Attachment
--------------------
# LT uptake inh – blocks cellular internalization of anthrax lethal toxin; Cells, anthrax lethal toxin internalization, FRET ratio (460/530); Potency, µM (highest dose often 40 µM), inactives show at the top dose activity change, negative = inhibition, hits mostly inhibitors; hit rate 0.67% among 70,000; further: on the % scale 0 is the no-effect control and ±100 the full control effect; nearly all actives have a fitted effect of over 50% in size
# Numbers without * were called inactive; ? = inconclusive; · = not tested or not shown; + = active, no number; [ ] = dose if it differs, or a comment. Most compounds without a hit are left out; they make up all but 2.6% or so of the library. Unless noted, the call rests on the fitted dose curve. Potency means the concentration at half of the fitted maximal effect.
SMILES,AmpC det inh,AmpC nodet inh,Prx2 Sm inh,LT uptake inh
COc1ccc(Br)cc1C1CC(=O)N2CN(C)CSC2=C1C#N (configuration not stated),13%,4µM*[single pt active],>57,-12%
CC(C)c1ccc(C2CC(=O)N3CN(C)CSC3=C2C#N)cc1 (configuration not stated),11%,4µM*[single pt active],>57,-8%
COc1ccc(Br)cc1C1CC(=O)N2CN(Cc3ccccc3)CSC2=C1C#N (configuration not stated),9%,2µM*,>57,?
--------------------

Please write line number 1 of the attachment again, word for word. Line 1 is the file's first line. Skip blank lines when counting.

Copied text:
# LT uptake inh – blocks cellular internalization of anthrax lethal toxin; Cells, anthrax lethal toxin internalization, FRET ratio (460/530); Potency, µM (highest dose often 40 µM), inactives show at the top dose activity change, negative = inhibition, hits mostly inhibitors; hit rate 0.67% among 70,000; further: on the % scale 0 is the no-effect control and ±100 the full control effect; nearly all actives have a fitted effect of over 50% in size